Democracy is the loser in our COVID-19 shutdown battle, according to this Op-Ed piece courtesy of The Center Square.
By Wayne Campbell for The Center Square
Here is what led to the current fight between the Republican-led General Assembly and our Democratic governor as to which businesses can reopen.
The first reason is obvious. Businesses classified as “life-sustaining’ got a lifeline. Those who were shut down did not. Independent of medical judgment as to which businesses would aid the spread of coronavirus, there are business winners and losers.
Rural Pennsylvania took the brunt of business closures. Closing an auto dealer, a gardening center or a small mom and pop store is a big deal to a rural community. Farmers took a big hit when closing restaurants led to dumping of milk, eggs, and vegetables.
The criteria by which basic shutdown or waiver decisions were made was and still is clothed in darkness.
How did “they” make their decisions? For example, why were Realtors closed in Pennsylvania and not in any other state? Why were the big box stores allowed to keep their retail sales of non-food items going while traditional department stores like Pennsylvania-owned Boscov’s were forced to shutter their doors? Why were coal mining and gun shops first declared to be nonessential and then suddenly reclassified as “life-sustaining”? Why is a small mom and pop store in rural Pennsylvania that may have fewer than 20 customers a day and can easily employ CDC guidelines forced to remain closed and now faces bankruptcy?
Who is spared the ax, and why?
Landscaping retail companies were closed, but while going to the store, I saw landscape and lawn mowing services busy at work. How did some of them get waivers and others not? Until they were finally shut down, big box stores’ gardening/lawn care departments were doing a brisk business, but the independents were closed.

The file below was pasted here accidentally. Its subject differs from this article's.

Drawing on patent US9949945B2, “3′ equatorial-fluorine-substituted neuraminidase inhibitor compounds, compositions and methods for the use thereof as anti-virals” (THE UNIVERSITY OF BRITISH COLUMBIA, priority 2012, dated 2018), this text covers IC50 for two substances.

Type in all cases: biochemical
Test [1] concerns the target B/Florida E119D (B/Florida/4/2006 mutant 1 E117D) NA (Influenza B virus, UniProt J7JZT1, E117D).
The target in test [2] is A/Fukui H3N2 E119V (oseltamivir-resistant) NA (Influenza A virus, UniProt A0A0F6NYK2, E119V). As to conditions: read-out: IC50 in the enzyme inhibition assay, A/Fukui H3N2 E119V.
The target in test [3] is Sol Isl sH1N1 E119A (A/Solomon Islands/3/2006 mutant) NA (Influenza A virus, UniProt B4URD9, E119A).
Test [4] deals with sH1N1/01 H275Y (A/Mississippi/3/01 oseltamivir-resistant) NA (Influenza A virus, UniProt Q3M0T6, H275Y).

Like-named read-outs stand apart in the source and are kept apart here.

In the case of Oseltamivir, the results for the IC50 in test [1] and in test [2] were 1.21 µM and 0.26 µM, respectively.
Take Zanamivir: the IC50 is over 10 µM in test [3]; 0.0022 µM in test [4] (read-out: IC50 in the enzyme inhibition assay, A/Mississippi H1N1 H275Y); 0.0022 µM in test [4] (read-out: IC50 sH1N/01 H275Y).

I reviewed the list of firms that received waivers released by the governor and counted almost 40 firms in a single county whose company names reflected construction activity. How were they spared the ax?
In other words, the process seemed arbitrary, with some businesses saved financially and others not. Who made those decisions? Who knows? When methodology for these decisions is hidden, people will see exceptions to the supposed rules and wonder if the decision is political.
We saw a backlash even from members of the governor’s own political party given bipartisan votes in the House to reopen certain types of businesses.
In defense of the governor, he had to do something quickly and quick decisions simply had to be made. However, the best public policy is one that is thought through and where everyone believes that there are consistent criteria for making these decisions.
Here is the real tragedy. Lack of transparency has made people even more skeptical of our government at a time when people must trust that officials have everyone’s best interest at heart. Credibility is at the heart of our democratic system. In Pennsylvania’s case, that was lost.
Wayne Campbell is president of the Pennsylvania State Grange